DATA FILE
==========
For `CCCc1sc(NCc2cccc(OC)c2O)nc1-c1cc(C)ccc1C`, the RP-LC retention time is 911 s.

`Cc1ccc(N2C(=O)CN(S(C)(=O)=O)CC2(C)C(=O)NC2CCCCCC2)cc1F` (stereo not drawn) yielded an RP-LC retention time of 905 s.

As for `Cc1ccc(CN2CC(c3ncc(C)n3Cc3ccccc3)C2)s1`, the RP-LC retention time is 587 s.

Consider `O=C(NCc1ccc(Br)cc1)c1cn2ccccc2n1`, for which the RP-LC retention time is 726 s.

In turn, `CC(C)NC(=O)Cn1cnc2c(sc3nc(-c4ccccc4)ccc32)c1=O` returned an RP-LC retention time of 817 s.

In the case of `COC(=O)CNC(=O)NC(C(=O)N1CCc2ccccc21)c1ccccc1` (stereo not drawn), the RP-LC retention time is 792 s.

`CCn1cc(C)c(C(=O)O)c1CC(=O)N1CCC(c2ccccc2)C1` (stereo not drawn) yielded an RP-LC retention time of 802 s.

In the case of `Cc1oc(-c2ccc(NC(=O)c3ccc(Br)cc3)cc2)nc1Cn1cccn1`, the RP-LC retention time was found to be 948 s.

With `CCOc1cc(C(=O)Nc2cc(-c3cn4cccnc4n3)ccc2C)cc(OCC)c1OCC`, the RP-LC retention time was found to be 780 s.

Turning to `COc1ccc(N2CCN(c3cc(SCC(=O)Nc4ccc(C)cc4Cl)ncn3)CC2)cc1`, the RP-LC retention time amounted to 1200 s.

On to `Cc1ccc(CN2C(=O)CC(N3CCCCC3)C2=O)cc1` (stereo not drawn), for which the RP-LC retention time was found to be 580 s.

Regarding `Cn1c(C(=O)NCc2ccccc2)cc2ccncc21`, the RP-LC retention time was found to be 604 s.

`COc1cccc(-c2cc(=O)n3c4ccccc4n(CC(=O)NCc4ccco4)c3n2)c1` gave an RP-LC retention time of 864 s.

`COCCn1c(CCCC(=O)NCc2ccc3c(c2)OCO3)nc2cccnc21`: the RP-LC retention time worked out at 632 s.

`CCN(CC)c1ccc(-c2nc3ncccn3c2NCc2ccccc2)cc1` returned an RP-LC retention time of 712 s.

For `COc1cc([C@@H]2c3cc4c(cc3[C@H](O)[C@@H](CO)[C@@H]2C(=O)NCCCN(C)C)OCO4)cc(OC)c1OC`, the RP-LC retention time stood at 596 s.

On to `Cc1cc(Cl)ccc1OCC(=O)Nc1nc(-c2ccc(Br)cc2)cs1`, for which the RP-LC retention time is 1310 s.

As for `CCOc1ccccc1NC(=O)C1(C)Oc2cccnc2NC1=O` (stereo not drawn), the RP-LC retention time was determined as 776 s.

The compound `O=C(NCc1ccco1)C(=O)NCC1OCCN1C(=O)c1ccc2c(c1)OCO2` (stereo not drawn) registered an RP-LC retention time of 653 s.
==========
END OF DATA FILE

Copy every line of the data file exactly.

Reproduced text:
For `CCCc1sc(NCc2cccc(OC)c2O)nc1-c1cc(C)ccc1C`, the RP-LC retention time is 911 s.

`Cc1ccc(N2C(=O)CN(S(C)(=O)=O)CC2(C)C(=O)NC2CCCCCC2)cc1F` (stereo not drawn) yielded an RP-LC retention time of 905 s.

As for `Cc1ccc(CN2CC(c3ncc(C)n3Cc3ccccc3)C2)s1`, the RP-LC retention time is 587 s.

Consider `O=C(NCc1ccc(Br)cc1)c1cn2ccccc2n1`, for which the RP-LC retention time is 726 s.

In turn, `CC(C)NC(=O)Cn1cnc2c(sc3nc(-c4ccccc4)ccc32)c1=O` returned an RP-LC retention time of 817 s.

In the case of `COC(=O)CNC(=O)NC(C(=O)N1CCc2ccccc21)c1ccccc1` (stereo not drawn), the RP-LC retention time is 792 s.

`CCn1cc(C)c(C(=O)O)c1CC(=O)N1CCC(c2ccccc2)C1` (stereo not drawn) yielded an RP-LC retention time of 802 s.

In the case of `Cc1oc(-c2ccc(NC(=O)c3ccc(Br)cc3)cc2)nc1Cn1cccn1`, the RP-LC retention time was found to be 948 s.

With `CCOc1cc(C(=O)Nc2cc(-c3cn4cccnc4n3)ccc2C)cc(OCC)c1OCC`, the RP-LC retention time was found to be 780 s.

Turning to `COc1ccc(N2CCN(c3cc(SCC(=O)Nc4ccc(C)cc4Cl)ncn3)CC2)cc1`, the RP-LC retention time amounted to 1200 s.

On to `Cc1ccc(CN2C(=O)CC(N3CCCCC3)C2=O)cc1` (stereo not drawn), for which the RP-LC retention time was found to be 580 s.

Regarding `Cn1c(C(=O)NCc2ccccc2)cc2ccncc21`, the RP-LC retention time was found to be 604 s.

`COc1cccc(-c2cc(=O)n3c4ccccc4n(CC(=O)NCc4ccco4)c3n2)c1` gave an RP-LC retention time of 864 s.

`COCCn1c(CCCC(=O)NCc2ccc3c(c2)OCO3)nc2cccnc21`: the RP-LC retention time worked out at 632 s.

`CCN(CC)c1ccc(-c2nc3ncccn3c2NCc2ccccc2)cc1` returned an RP-LC retention time of 712 s.

For `COc1cc([C@@H]2c3cc4c(cc3[C@H](O)[C@@H](CO)[C@@H]2C(=O)NCCCN(C)C)OCO4)cc(OC)c1OC`, the RP-LC retention time stood at 596 s.

On to `Cc1cc(Cl)ccc1OCC(=O)Nc1nc(-c2ccc(Br)cc2)cs1`, for which the RP-LC retention time is 1310 s.

As for `CCOc1ccccc1NC(=O)C1(C)Oc2cccnc2NC1=O` (stereo not drawn), the RP-LC retention time was determined as 776 s.

The compound `O=C(NCc1ccco1)C(=O)NCC1OCCN1C(=O)c1ccc2c(c1)OCO2` (stereo not drawn) registered an RP-LC retention time of 653 s.